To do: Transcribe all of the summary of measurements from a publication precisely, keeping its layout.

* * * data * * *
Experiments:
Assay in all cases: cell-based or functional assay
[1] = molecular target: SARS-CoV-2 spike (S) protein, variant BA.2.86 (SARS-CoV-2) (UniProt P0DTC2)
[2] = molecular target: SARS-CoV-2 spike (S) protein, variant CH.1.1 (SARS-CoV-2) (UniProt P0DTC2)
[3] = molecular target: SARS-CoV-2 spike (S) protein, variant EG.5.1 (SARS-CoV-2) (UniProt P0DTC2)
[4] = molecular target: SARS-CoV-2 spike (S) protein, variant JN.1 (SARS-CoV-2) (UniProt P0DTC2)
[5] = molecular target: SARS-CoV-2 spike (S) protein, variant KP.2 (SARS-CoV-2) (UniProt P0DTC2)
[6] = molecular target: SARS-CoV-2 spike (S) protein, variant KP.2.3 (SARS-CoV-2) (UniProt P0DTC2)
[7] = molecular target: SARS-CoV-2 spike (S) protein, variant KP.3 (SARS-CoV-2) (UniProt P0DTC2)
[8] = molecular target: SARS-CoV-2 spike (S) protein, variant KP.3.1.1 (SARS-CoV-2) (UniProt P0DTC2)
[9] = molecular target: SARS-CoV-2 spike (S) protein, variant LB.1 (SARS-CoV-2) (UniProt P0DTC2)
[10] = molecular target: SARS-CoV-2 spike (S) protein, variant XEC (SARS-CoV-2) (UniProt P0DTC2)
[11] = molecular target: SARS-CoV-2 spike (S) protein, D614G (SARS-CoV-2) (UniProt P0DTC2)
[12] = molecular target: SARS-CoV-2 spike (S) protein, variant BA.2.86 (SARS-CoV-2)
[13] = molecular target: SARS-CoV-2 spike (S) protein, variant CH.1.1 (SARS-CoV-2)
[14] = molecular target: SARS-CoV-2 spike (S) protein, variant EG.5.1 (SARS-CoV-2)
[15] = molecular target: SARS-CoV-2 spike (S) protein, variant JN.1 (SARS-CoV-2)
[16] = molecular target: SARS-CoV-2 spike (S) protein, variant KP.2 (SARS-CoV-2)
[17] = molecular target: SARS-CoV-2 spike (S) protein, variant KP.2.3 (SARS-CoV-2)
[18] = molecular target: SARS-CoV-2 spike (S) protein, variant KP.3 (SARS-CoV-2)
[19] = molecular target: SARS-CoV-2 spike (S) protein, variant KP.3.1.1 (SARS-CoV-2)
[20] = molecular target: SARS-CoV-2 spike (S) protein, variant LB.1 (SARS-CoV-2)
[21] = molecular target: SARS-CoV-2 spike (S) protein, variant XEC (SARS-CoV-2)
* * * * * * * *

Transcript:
Experiments:
Assay in all cases: cell-based or functional assay
[1] = molecular target: SARS-CoV-2 spike (S) protein, variant BA.2.86 (SARS-CoV-2) (UniProt P0DTC2)
[2] = molecular target: SARS-CoV-2 spike (S) protein, variant CH.1.1 (SARS-CoV-2) (UniProt P0DTC2)
[3] = molecular target: SARS-CoV-2 spike (S) protein, variant EG.5.1 (SARS-CoV-2) (UniProt P0DTC2)
[4] = molecular target: SARS-CoV-2 spike (S) protein, variant JN.1 (SARS-CoV-2) (UniProt P0DTC2)
[5] = molecular target: SARS-CoV-2 spike (S) protein, variant KP.2 (SARS-CoV-2) (UniProt P0DTC2)
[6] = molecular target: SARS-CoV-2 spike (S) protein, variant KP.2.3 (SARS-CoV-2) (UniProt P0DTC2)
[7] = molecular target: SARS-CoV-2 spike (S) protein, variant KP.3 (SARS-CoV-2) (UniProt P0DTC2)
[8] = molecular target: SARS-CoV-2 spike (S) protein, variant KP.3.1.1 (SARS-CoV-2) (UniProt P0DTC2)
[9] = molecular target: SARS-CoV-2 spike (S) protein, variant LB.1 (SARS-CoV-2) (UniProt P0DTC2)
[10] = molecular target: SARS-CoV-2 spike (S) protein, variant XEC (SARS-CoV-2) (UniProt P0DTC2)
[11] = molecular target: SARS-CoV-2 spike (S) protein, D614G (SARS-CoV-2) (UniProt P0DTC2)
[12] = molecular target: SARS-CoV-2 spike (S) protein, variant BA.2.86 (SARS-CoV-2)
[13] = molecular target: SARS-CoV-2 spike (S) protein, variant CH.1.1 (SARS-CoV-2)
[14] = molecular target: SARS-CoV-2 spike (S) protein, variant EG.5.1 (SARS-CoV-2)
[15] = molecular target: SARS-CoV-2 spike (S) protein, variant JN.1 (SARS-CoV-2)
[16] = molecular target: SARS-CoV-2 spike (S) protein, variant KP.2 (SARS-CoV-2)
[17] = molecular target: SARS-CoV-2 spike (S) protein, variant KP.2.3 (SARS-CoV-2)
[18] = molecular target: SARS-CoV-2 spike (S) protein, variant KP.3 (SARS-CoV-2)
[19] = molecular target: SARS-CoV-2 spike (S) protein, variant KP.3.1.1 (SARS-CoV-2)
[20] = molecular target: SARS-CoV-2 spike (S) protein, variant LB.1 (SARS-CoV-2)
[21] = molecular target: SARS-CoV-2 spike (S) protein, variant XEC (SARS-CoV-2)